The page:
And while transplantation is a permanent solution to hair loss, Rogaine, Propecia and laser treatments are not; they must be continued in order to put the brakes on hair loss, whether the patient has undergone transplant surgery or not – although laser therapy with a clinical unit is complete, for the vast majority of patients, after one year. Patients might be advised to sign up for all three non-surgical methods since each affects hair follicles via a different mechanism, Leonard says. Transplant surgery patients should rely on the non-surgical treatments for maintenance because non-transplanted hair on the top of the head could otherwise continue to thin and fall out, he says.
Some patients balk at the idea of hair transplant surgery, fearing that they will end up with the doll-like, tufted appearance that plagued some transplant recipients in the surgery's earlier days, but today's transplantation methods have evolved drastically, Leonard says. Whereas surgery used to feature "plugs," or transplanting a pencil-eraser sized area consisting of 25-30 hairs, now surgeons plant smaller grafts of one to three hairs very close together, resulting in a more natural look.
More good news: potential side effects are typically not an issue. Laser therapy has no side effects, Leonard says, and itchy, red or scaly skin occurs in only two percent of Rogaine users. Side effects associated with the for-men-only Propecia – decreased erection hardness and sex drive – occur in 0.3 percent of patients, he says.
Like other cosmetic procedures, hair restoration might strike some as an opportunity to fritter away money on vanity. But hair loss can strike a deep emotional chord. "Hair loss goes to a deeper level of self-confidence," Leonard says. "It bothers people terribly," to the point where "it distracts them from living their lives," he says. For women, hair loss can be especially devastating, Leonard says. "People think, 'Well, it's hair. How important is hair?' Hair is very important. People don't feel good about themselves without it," he says.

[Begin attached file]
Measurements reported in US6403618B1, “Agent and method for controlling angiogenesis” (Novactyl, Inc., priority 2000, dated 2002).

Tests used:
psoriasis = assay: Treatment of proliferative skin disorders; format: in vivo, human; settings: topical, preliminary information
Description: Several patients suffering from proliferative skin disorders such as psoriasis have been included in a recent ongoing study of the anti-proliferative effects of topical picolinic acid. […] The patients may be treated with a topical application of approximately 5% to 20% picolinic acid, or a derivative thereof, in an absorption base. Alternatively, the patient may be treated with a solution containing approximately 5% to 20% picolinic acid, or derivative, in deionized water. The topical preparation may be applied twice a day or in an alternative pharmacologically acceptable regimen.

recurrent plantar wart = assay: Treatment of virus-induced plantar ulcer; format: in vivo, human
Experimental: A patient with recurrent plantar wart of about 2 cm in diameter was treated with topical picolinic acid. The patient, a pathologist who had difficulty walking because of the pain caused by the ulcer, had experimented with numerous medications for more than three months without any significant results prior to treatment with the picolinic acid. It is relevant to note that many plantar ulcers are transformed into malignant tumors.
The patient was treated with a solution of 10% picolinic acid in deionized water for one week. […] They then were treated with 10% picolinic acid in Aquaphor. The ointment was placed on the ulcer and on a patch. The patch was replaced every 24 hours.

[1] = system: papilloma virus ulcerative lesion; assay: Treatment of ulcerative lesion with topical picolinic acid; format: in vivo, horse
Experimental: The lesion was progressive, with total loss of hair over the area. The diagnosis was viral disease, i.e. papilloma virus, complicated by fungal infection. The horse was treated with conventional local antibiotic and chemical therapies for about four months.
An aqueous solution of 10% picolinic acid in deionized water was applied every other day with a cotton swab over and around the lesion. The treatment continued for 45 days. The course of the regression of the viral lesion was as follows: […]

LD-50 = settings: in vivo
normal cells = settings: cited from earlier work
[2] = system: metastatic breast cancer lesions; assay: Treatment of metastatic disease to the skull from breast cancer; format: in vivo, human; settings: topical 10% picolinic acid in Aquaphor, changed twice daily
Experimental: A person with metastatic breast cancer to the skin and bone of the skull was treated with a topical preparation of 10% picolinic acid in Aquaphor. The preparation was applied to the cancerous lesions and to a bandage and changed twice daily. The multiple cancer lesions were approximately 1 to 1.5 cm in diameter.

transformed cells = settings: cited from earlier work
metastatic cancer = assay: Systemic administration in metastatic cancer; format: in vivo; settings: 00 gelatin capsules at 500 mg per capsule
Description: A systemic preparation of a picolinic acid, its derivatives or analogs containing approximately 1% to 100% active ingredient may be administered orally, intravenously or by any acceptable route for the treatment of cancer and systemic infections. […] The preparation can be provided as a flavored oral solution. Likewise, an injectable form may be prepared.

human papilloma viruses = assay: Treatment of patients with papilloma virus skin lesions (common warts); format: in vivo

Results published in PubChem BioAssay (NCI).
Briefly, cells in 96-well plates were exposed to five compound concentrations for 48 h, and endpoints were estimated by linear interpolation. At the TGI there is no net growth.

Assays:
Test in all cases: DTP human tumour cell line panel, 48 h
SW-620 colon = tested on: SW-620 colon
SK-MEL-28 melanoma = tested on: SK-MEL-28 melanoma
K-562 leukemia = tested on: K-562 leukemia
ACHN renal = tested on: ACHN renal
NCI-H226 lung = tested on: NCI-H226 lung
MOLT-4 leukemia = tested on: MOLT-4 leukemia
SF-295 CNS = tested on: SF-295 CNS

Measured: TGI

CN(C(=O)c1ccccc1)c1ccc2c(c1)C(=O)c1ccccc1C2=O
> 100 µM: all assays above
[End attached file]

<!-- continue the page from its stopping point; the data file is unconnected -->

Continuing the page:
Hoping for hair
While some people wax and zap to rid themselves of unwanted hair (albeit not usually what's on their scalp), others desperately want hair to grow where it does not, from their eyebrows and eyelashes to sideburns and chest, says Mark DiStefano Sr., M.D., ABHRS, of DiStefano Hair Restoration Centers. Sometimes the desire for more hair is simply the end result of over-plucking; other times it might be part of a transgender patient's efforts to enhance a new look, he says. "Usually everybody who comes in has a story that goes along with why they want to have a [restoration] procedure. They've gotten divorced, they want to get married, they want to look younger for their jobs. Certainly there are burns, injuries and those kinds of things, but the most common case is the average person who just wants to look better."
And then there was none
Some weight loss methods might slim your waist, but be careful that they don't cause your hair to thin as well. "Diet can have a significant effect" on hair, and poor nutrition can trigger hair loss, says Mark DiStefano Sr., M.D,. ABHRS, of DiStefano Hair Restoration Centers. More extreme measures, such as stomach stapling and related procedures, also generally cause hair to fall out at least initially because vitamin stores become depleted. He says, "There's malabsorption as a result of those therapies, and until the body acclimates itself, you can definitely get shedding and loss of hair."